Energy storage is another way to deal with the intermittency of renewables. But even when large-scale storage becomes possible and widespread in 10 years or so, the process of storing and retrieving energy from these systems is only about 50% efficient. Meaning you lose about half of the energy stored.

The lack of long-term data about the environmental effects of fracking is exactly why there is so much debate and misunderstandings (proposed EPA fracking study). But the little data we have on fracking doesn’t look as bad as we feared.

Last year, EPA cut its estimates of methane emissions from natural gas production by 20 percent, bolstering industry claims that the fuel has a lower carbon footprint than coal and prompting new calls for the agency to soften its 2012 air rules for the sector (EPA).

And it has been found that most leakage out of fracking wells is not through the overlying layers of sediment and rock, but through

  • incomplete or poorly cemented boreholes as material comes back up from depth, and
  • careless spills of fluid at the surface.

Careful cement jobs and careful surface operations can correct these issues.

So instead of banning fracking, why didn’t New York just enact really strong, and financially punitive, regulations? Most likely because the New York State Legislature lacked the nerve to enact strong measures, and the Governor felt the need to act quickly.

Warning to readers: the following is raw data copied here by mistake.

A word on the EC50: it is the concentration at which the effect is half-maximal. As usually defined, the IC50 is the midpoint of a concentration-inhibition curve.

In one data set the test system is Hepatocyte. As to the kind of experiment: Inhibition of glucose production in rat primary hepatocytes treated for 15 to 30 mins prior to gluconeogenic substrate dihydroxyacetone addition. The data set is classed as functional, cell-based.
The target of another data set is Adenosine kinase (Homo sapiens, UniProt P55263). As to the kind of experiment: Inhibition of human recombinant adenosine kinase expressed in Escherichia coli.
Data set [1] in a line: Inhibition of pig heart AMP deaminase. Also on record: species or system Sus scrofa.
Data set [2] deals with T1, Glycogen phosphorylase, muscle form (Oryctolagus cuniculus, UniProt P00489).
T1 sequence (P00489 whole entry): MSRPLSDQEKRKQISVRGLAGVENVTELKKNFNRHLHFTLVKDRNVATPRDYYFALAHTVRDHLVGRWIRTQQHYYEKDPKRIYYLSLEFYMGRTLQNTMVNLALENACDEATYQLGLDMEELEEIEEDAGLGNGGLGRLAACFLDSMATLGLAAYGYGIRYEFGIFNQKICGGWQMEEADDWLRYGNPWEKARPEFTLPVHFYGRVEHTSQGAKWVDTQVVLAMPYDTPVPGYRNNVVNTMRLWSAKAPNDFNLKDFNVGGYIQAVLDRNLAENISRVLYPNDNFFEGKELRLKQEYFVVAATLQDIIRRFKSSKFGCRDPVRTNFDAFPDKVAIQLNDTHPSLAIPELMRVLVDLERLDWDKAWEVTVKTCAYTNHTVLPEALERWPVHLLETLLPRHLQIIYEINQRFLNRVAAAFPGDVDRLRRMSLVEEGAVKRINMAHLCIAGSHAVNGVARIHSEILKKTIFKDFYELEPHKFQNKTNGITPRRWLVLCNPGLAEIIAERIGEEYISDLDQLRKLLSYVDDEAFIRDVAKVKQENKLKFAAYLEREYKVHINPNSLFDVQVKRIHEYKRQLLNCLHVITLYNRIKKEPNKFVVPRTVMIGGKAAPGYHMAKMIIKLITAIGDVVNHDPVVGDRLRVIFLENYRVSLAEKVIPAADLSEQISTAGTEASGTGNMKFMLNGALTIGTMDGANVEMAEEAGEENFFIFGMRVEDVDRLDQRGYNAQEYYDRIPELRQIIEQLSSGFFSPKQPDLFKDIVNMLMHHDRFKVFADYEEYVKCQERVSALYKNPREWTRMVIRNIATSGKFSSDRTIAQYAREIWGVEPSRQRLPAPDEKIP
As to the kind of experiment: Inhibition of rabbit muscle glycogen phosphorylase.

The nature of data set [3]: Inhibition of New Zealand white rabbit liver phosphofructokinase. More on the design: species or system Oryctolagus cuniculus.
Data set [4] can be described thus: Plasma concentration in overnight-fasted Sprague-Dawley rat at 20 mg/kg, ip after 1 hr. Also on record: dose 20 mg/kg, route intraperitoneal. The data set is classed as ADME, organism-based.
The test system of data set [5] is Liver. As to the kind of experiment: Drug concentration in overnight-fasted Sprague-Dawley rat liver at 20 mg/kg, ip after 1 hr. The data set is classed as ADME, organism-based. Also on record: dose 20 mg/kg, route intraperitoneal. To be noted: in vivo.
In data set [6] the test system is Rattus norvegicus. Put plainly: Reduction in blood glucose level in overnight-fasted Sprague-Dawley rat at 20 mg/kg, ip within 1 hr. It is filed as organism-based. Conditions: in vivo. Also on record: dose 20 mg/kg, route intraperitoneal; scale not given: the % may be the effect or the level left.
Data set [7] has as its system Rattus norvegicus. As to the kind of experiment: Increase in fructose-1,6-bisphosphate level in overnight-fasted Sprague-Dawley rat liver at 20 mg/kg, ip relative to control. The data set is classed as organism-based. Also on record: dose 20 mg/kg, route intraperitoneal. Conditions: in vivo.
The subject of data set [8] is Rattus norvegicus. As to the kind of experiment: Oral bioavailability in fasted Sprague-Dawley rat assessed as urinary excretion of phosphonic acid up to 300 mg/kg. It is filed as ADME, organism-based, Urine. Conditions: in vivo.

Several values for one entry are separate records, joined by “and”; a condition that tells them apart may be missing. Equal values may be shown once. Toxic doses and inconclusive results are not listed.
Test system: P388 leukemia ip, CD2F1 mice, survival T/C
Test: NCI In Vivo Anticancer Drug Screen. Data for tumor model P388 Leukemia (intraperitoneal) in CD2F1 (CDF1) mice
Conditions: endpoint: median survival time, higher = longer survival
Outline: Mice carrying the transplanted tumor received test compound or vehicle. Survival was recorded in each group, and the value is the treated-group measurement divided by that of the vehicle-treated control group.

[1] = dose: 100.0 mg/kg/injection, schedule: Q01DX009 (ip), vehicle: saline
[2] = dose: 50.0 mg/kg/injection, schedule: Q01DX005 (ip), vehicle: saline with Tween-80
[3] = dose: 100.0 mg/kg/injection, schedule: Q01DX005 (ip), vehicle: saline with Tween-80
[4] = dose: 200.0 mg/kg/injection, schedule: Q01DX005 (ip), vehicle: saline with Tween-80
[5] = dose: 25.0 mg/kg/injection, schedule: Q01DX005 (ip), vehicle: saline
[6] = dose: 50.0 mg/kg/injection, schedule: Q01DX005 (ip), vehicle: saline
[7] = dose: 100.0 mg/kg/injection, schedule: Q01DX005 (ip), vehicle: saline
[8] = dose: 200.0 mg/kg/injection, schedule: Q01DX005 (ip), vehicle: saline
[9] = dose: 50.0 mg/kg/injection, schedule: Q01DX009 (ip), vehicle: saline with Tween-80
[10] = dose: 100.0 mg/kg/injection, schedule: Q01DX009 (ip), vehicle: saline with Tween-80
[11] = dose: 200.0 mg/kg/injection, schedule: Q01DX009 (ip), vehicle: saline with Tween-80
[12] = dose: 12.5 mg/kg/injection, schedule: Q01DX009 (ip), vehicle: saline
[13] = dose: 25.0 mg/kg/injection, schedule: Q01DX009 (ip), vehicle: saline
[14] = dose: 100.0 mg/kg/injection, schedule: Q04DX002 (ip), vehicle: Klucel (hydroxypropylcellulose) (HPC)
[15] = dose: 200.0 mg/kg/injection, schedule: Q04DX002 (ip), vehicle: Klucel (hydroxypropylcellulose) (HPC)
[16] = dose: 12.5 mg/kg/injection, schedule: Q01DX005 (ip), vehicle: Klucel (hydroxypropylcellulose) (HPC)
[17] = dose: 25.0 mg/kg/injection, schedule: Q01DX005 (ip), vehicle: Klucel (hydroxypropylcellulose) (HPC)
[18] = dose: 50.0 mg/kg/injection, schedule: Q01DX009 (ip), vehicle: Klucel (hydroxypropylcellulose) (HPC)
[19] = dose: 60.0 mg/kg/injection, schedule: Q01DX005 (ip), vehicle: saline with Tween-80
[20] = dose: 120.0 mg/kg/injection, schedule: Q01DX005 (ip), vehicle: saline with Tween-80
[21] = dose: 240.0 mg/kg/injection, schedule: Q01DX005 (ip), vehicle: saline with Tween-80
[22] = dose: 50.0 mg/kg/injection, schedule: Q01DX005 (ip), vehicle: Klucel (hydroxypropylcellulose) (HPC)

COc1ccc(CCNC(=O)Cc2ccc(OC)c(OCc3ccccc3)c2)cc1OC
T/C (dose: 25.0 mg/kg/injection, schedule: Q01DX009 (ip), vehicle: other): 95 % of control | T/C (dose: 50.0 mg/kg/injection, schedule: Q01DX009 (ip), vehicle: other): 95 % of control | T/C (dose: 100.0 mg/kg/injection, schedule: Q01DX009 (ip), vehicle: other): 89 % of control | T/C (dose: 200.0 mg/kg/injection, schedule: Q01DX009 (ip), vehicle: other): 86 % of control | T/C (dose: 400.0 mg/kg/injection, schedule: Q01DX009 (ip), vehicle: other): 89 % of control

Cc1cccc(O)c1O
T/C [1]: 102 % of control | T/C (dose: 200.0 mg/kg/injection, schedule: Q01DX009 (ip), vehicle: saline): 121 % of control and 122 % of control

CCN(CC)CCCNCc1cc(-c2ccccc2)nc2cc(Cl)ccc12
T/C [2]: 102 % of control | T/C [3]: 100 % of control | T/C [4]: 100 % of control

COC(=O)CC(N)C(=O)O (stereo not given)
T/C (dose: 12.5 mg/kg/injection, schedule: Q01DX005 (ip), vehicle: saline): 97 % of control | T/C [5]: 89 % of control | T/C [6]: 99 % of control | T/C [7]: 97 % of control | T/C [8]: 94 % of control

Other sates have acted. Pennsylvania has pursued a regulatory environment that has reduced environmental impacts from fracking. Ohio has also enacted new regulations in their S.B.-315, although some say they must be substantially strengthened (EENews).

So what if we stop fracking and construction of new pipelines? Can’t we adjust the whole system to handle the peaks of winter in the north? The Federal Energy Regulatory Commission (FERC) is trying to address this issue by working with generators and regional transmission organizations to try to harmonize this system (Platts). But progress has been slow and there just isn’t enough pipeline capacity in New York and New England.

Some RTOs are instituting changes such as introducing capacity performance products and imposing penalties on generators who cannot secure sufficient fuel supplies during the winter. Of course, this can double or even triple electricity prices during the bad times, and will be passed on to customers.

But if a state refuses to allow new pipeline capacity or regional gas production from fracking, I don’t see how these generators can comply.

Nonetheless, ample supplies of natural gas made possible by fracking are transforming the fuel mix in New York, New England and much of the rest of the nation, making gas the dominant fuel for power generation in the coming decades.

This has been beneficial for consumers because in most wholesale markets electricity prices are set by natural gas prices, which will stay low for several more years. It has also been beneficial for the environment because gas-fired generation produces about half as much CO2 as coal-fired generation, none of the other nasty emissions, and none of the mining issues that coal has (PA DEP emission study).

But the gas boom has created strains on the gas pipeline system, which has not kept pace with the increased production, and it has highlighted the structural disjuncture between the gas and power markets.

More natural gas use. Less carbon emissions. Low costs. How can the State of New York can meet these goals with a fracking ban?